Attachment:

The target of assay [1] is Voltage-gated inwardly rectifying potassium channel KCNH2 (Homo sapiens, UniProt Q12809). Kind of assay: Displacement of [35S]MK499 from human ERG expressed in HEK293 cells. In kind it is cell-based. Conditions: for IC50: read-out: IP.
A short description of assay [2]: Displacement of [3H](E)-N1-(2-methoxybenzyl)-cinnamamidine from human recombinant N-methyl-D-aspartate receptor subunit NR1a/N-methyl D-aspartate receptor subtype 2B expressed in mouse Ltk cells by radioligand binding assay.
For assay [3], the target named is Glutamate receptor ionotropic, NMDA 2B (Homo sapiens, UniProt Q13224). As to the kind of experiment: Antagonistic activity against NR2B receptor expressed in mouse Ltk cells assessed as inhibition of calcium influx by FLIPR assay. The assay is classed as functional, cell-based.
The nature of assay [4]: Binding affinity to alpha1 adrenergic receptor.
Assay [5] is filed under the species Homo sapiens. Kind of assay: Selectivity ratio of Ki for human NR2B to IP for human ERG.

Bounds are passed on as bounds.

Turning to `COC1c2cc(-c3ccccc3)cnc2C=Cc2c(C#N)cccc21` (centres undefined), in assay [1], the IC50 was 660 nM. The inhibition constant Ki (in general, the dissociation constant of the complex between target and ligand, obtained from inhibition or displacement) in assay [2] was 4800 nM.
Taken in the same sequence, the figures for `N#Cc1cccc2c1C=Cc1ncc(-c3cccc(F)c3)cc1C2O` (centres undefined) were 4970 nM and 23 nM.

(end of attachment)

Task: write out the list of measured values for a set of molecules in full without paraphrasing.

The target of assay [1] is Voltage-gated inwardly rectifying potassium channel KCNH2 (Homo sapiens, UniProt Q12809). Kind of assay: Displacement of [35S]MK499 from human ERG expressed in HEK293 cells. In kind it is cell-based. Conditions: for IC50: read-out: IP.
A short description of assay [2]: Displacement of [3H](E)-N1-(2-methoxybenzyl)-cinnamamidine from human recombinant N-methyl-D-aspartate receptor subunit NR1a/N-methyl D-aspartate receptor subtype 2B expressed in mouse Ltk cells by radioligand binding assay.
For assay [3], the target named is Glutamate receptor ionotropic, NMDA 2B (Homo sapiens, UniProt Q13224). As to the kind of experiment: Antagonistic activity against NR2B receptor expressed in mouse Ltk cells assessed as inhibition of calcium influx by FLIPR assay. The assay is classed as functional, cell-based.
The nature of assay [4]: Binding affinity to alpha1 adrenergic receptor.
Assay [5] is filed under the species Homo sapiens. Kind of assay: Selectivity ratio of Ki for human NR2B to IP for human ERG.

Bounds are passed on as bounds.

Turning to `COC1c2cc(-c3ccccc3)cnc2C=Cc2c(C#N)cccc21` (centres undefined), in assay [1], the IC50 was 660 nM. The inhibition constant Ki (in general, the dissociation constant of the complex between target and ligand, obtained from inhibition or displacement) in assay [2] was 4800 nM.
Taken in the same sequence, the figures for `N#Cc1cccc2c1C=Cc1ncc(-c3cccc(F)c3)cc1C2O` (centres undefined) were 4970 nM and 23 nM.